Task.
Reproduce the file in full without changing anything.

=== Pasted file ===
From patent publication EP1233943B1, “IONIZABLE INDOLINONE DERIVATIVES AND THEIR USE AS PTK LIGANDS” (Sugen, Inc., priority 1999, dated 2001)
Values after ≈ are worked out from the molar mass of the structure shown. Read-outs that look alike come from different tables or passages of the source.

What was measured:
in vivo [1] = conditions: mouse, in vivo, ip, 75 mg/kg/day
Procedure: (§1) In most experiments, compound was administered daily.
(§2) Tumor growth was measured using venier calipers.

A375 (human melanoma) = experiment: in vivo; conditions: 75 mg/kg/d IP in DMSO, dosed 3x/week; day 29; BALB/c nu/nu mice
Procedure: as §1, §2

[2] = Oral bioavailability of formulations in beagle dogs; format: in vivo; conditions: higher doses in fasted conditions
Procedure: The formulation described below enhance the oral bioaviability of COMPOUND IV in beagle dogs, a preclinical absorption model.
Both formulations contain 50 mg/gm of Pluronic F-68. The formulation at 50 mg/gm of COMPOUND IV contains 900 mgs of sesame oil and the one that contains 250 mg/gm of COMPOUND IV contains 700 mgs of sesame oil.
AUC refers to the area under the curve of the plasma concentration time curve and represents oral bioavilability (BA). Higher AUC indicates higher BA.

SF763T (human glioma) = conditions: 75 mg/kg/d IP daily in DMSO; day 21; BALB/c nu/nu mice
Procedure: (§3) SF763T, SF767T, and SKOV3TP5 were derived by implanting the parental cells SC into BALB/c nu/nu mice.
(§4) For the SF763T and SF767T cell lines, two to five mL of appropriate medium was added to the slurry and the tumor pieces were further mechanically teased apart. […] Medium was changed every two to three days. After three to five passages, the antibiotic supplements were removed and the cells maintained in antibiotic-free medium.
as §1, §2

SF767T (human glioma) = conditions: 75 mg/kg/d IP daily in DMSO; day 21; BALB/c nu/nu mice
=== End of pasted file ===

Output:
From patent publication EP1233943B1, “IONIZABLE INDOLINONE DERIVATIVES AND THEIR USE AS PTK LIGANDS” (Sugen, Inc., priority 1999, dated 2001)
Values after ≈ are worked out from the molar mass of the structure shown. Read-outs that look alike come from different tables or passages of the source.

What was measured:
in vivo [1] = conditions: mouse, in vivo, ip, 75 mg/kg/day
Procedure: (§1) In most experiments, compound was administered daily.
(§2) Tumor growth was measured using venier calipers.

A375 (human melanoma) = experiment: in vivo; conditions: 75 mg/kg/d IP in DMSO, dosed 3x/week; day 29; BALB/c nu/nu mice
Procedure: as §1, §2

[2] = Oral bioavailability of formulations in beagle dogs; format: in vivo; conditions: higher doses in fasted conditions
Procedure: The formulation described below enhance the oral bioaviability of COMPOUND IV in beagle dogs, a preclinical absorption model.
Both formulations contain 50 mg/gm of Pluronic F-68. The formulation at 50 mg/gm of COMPOUND IV contains 900 mgs of sesame oil and the one that contains 250 mg/gm of COMPOUND IV contains 700 mgs of sesame oil.
AUC refers to the area under the curve of the plasma concentration time curve and represents oral bioavilability (BA). Higher AUC indicates higher BA.

SF763T (human glioma) = conditions: 75 mg/kg/d IP daily in DMSO; day 21; BALB/c nu/nu mice
Procedure: (§3) SF763T, SF767T, and SKOV3TP5 were derived by implanting the parental cells SC into BALB/c nu/nu mice.
(§4) For the SF763T and SF767T cell lines, two to five mL of appropriate medium was added to the slurry and the tumor pieces were further mechanically teased apart. […] Medium was changed every two to three days. After three to five passages, the antibiotic supplements were removed and the cells maintained in antibiotic-free medium.
as §1, §2

SF767T (human glioma) = conditions: 75 mg/kg/d IP daily in DMSO; day 21; BALB/c nu/nu mice